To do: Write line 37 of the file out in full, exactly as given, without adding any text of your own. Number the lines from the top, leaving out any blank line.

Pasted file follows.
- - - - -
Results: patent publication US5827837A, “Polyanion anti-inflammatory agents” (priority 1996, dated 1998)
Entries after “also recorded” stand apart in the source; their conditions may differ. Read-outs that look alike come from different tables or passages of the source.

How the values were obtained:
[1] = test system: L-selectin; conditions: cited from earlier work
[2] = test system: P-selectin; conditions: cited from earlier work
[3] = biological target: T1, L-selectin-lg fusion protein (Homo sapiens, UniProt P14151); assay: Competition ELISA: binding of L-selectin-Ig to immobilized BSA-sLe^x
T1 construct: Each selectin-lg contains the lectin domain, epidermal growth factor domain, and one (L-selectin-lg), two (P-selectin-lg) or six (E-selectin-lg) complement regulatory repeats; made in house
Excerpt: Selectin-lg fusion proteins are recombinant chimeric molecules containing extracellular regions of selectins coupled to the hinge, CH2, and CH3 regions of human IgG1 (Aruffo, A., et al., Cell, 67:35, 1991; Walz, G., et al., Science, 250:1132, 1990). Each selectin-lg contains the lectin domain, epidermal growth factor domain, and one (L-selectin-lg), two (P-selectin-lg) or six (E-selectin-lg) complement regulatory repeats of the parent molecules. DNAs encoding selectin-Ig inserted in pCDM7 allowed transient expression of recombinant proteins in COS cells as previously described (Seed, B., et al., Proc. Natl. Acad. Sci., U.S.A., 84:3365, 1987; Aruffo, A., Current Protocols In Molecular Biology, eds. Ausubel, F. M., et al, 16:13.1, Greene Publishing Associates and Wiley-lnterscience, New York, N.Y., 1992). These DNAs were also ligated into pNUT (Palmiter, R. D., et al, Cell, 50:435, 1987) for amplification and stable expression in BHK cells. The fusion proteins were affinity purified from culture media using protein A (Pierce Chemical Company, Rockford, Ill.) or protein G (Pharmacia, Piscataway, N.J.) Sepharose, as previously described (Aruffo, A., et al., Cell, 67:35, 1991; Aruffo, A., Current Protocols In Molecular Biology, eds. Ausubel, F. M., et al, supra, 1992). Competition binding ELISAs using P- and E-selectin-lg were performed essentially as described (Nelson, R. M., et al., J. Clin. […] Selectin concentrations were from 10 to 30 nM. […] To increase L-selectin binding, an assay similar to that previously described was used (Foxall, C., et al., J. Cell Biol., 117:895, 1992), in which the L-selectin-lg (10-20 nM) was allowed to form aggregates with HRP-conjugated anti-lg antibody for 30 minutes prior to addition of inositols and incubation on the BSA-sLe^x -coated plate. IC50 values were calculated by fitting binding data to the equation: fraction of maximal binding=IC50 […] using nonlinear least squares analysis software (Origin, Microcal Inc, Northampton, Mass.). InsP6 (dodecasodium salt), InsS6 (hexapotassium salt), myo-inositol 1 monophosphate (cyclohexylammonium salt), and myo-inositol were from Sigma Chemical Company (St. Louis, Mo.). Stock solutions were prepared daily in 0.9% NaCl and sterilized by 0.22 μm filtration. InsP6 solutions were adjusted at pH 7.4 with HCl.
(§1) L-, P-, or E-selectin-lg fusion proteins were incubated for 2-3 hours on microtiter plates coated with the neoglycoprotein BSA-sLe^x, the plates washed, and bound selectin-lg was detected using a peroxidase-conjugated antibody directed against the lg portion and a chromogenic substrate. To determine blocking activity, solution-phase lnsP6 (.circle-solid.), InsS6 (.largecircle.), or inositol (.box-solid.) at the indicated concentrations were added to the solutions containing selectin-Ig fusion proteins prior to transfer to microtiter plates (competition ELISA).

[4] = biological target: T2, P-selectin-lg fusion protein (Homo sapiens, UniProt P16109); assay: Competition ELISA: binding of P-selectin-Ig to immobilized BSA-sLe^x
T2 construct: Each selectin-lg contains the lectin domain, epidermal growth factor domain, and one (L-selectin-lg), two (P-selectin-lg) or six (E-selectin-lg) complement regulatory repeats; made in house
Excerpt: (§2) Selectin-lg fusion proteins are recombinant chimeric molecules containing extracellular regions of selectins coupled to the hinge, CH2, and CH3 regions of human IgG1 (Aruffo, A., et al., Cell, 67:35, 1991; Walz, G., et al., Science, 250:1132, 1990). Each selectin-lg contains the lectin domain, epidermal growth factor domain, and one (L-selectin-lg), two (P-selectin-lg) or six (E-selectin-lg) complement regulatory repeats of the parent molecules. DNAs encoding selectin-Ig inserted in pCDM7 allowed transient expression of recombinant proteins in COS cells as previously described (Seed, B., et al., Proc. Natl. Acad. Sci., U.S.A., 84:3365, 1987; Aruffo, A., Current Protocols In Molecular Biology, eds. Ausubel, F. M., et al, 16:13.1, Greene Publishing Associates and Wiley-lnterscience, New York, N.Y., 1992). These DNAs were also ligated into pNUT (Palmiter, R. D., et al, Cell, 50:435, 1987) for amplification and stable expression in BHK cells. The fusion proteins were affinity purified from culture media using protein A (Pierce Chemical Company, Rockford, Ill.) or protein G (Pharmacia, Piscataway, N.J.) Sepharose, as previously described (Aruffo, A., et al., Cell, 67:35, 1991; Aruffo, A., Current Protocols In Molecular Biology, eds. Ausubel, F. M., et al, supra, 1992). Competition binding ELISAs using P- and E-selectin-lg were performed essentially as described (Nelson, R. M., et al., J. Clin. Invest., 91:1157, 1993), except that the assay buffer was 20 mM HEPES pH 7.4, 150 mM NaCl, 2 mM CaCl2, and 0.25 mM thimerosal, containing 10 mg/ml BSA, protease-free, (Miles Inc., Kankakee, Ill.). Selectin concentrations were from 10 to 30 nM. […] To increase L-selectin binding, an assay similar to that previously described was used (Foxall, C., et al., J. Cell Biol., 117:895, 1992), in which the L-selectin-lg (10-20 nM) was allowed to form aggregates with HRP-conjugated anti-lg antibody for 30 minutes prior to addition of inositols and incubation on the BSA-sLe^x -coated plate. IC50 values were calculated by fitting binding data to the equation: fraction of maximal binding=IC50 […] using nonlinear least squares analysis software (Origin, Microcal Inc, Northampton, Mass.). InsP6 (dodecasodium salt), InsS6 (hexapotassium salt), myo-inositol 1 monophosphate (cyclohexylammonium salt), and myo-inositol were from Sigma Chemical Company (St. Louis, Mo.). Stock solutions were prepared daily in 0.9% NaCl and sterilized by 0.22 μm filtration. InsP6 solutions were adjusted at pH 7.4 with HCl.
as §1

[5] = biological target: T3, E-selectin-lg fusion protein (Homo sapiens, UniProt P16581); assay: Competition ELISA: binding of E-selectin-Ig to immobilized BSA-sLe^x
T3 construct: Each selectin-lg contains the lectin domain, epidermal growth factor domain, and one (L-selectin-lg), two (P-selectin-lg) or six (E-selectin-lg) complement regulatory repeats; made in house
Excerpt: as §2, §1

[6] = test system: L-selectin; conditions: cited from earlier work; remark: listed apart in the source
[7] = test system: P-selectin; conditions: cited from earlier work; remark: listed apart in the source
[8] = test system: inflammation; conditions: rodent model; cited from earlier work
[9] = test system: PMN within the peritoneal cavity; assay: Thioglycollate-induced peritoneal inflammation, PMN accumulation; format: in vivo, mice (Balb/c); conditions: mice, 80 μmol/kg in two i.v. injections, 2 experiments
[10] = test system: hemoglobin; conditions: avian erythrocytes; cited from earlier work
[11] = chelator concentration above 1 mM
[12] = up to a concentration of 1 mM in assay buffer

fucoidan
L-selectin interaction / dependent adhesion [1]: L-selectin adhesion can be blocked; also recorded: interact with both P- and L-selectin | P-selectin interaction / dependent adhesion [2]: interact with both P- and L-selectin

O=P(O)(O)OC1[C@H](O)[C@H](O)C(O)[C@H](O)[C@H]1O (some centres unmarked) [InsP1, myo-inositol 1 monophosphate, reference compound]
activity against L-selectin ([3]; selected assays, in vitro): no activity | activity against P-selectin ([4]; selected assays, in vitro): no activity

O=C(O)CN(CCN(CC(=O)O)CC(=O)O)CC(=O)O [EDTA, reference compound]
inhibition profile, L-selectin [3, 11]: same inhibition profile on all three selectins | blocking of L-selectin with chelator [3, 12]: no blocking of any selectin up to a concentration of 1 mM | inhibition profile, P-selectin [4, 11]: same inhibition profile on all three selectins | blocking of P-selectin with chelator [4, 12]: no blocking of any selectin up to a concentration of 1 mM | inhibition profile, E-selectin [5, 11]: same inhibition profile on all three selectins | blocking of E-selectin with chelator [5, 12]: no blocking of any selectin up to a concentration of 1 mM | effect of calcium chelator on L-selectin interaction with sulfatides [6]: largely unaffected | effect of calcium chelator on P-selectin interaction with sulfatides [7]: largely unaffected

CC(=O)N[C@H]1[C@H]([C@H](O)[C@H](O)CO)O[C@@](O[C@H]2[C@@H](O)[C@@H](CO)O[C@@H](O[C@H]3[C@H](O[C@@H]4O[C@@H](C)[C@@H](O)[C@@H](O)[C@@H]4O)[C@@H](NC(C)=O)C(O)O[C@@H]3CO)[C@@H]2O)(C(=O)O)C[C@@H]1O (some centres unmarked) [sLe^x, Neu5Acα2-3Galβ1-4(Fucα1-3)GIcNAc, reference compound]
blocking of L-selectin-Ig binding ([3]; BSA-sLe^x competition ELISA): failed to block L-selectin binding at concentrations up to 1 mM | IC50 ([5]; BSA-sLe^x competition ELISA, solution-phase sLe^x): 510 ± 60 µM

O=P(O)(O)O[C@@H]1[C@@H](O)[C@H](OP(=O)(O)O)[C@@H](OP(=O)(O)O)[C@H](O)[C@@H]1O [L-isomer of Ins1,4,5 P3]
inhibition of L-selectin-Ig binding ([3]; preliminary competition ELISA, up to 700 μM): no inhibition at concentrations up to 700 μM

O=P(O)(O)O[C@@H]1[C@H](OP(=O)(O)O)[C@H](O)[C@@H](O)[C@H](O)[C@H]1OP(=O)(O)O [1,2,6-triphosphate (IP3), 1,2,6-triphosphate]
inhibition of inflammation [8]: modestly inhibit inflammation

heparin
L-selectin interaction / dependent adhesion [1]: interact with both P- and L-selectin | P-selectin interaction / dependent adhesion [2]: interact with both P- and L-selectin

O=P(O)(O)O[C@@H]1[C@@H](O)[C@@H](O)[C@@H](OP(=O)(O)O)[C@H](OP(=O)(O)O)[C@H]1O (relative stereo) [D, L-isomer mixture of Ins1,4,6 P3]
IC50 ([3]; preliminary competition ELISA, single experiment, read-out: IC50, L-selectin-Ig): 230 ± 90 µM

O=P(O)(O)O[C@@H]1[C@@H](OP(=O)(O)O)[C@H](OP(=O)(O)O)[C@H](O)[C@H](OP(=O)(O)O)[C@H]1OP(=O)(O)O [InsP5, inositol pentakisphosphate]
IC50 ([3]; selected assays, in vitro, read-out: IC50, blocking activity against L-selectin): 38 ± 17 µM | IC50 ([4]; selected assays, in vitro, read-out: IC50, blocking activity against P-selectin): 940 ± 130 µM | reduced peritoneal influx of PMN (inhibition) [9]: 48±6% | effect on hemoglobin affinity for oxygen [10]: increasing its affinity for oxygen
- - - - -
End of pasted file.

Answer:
L-selectin interaction / dependent adhesion [1]: interact with both P- and L-selectin | P-selectin interaction / dependent adhesion [2]: interact with both P- and L-selectin